It’s just past seven in the morning as my two buddies and I head down 17-mile drive toward Pebble Beach. In just a few moments we’ll hear waves crash along the rocks, watch sea lions frolic in the shallow coves, and—if we’re lucky—see mammoth blue whales a thousand feet offshore.
The turn into Pebble Beach Lodge reminds us that we’re actually headed to a golf tournament, and, of course, it’s the 2010 U.S. Open Golf Championship.
This week truly has three things going for it: The Monterey Peninsula may be the nation’s most beautiful piece of real estate, Pebble Beach is undoubtedly one of the world’s premier golf courses, and the U.S. Open is one of golf’s four major events.
My introduction to the area was back in 1981, when a group of Michigan football fans ventured west to actually see the Wolverines win a Bowl game. We were encouraged to take in the “highway one” experience, which meant driving up the coast from L.A. to San Francisco—mostly on a two-lane road which zig-zagged along cliffs which rose 400 feet above the Pacific Ocean.
The drive was both scary and gorgeous at the same time. Stops along the way included the Hearst Castle in San Luis Obispo, an Ambrosia Burger at the scenic Nepenthe restaurant in Big Sur, and a round of golf at Pebble Beach.
So far it was a pretty good vacation. But for golf junkies like ourselves, the next five hours were going to be spectacular.
We’d been told that Pebble, Augusta National, and St. Andrews were the three examples of golfing heaven. Heading up Pebble’s fourth fairway, we knew they were right. For the first time, the sounds of waves crashing near the fairway were easily heard.
Jack Nicklaus, who won a U.S. Open at Pebble Beach in 1972, summed it up best. “If I had one round left to play,” he said, “I would likely choose Pebble Beach.”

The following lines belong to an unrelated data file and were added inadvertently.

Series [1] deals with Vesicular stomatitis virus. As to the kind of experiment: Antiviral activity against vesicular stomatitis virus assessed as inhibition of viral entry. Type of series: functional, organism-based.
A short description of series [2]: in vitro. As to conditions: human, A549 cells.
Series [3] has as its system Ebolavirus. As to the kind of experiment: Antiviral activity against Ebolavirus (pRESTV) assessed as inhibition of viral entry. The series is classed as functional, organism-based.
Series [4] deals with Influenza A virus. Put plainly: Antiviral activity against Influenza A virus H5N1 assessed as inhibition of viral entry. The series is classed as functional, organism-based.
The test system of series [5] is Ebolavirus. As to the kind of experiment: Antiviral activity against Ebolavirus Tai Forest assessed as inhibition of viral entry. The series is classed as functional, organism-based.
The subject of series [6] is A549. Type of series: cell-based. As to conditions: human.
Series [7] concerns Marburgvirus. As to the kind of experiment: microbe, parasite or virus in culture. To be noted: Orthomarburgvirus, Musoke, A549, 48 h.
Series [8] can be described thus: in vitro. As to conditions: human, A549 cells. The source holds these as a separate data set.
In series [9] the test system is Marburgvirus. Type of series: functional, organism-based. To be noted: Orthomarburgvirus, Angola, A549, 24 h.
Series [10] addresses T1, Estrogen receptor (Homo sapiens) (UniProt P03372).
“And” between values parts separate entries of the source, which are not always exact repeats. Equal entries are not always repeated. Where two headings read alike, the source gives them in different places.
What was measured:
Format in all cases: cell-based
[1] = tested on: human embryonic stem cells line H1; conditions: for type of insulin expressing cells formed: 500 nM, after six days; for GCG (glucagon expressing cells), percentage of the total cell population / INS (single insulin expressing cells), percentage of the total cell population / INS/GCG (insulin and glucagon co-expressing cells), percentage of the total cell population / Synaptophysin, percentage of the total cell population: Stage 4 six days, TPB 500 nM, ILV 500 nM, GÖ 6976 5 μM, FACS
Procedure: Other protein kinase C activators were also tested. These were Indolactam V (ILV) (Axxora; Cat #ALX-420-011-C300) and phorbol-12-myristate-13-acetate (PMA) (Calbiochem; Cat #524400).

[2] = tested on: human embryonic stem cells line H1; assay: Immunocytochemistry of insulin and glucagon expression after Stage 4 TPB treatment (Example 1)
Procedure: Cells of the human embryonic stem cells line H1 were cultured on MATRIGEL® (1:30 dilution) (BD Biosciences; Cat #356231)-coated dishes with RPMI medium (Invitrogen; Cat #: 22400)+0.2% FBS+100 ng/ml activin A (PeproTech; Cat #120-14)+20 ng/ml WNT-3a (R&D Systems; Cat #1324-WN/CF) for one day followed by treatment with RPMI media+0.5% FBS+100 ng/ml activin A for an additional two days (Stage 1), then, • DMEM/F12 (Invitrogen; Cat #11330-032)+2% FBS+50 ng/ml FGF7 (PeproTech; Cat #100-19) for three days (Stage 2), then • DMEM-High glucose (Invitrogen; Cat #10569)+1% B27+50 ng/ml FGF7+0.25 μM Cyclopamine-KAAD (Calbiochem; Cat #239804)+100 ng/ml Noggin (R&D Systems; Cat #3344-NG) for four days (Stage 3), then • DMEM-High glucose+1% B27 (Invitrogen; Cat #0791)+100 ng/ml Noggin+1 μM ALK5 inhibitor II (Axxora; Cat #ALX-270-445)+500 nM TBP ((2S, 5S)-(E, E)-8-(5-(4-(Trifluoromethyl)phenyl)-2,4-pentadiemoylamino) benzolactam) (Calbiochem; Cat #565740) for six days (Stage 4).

The course itself is loaded with history. How about Nicklaus hitting that one-iron on 17 to clinch the ’72 Open title. “Only Jack Nicklaus and God can hit a one-iron,” quipped Tom Watson.
Of course, it was Watson chipping in at the same 17th to beat Nicklaus in the ’82 Open.
And who can forget Tom Kite’s pitch-in for a birdie at the short 7th in 1992?
Then there’s Tiger Woods, lapping the field here at the 2000 Open, winning by an astonishing 15 strokes.
So what about 2010?
During the last month or so, Phil Mickelson had been given the favorite’s role, but a quick look now shows Tiger as at least the co-favorite in betting circles. Perhaps it was his steady play at the Memorial tournament, or maybe it was the fact that no new mistresses have turned up lately.
Very few others are given a chance, mostly because this year’s setup at Pebble will be unforgiving. The weather calls for sunny but windy conditions every day, so the course will play extremely fast. Couple that with the USGA moving the fairways closer to the ocean on 4, 6, 8, 9 and 10, and you’ll see plenty of balls over a cliff that in the past remained dry.
Players have already remarked that stopping the ball on 14 and 17 is becoming nearly impossible.
That being said, Jim Furyk, Lee Westwood, Ernie Els, Dustin Johnson and Padraig Harrington remain long shots. Some have even mentioned Tom Watson, who at age 59, led the 2009 British Open until a final hole bogey sent him into a playoff with eventual champion Stewart Cink.
So it’s now time to get on the course to see some action. We’re headed over to the 331-yard par-4 fourth. After all, it’s the only hole I managed to par many years ago.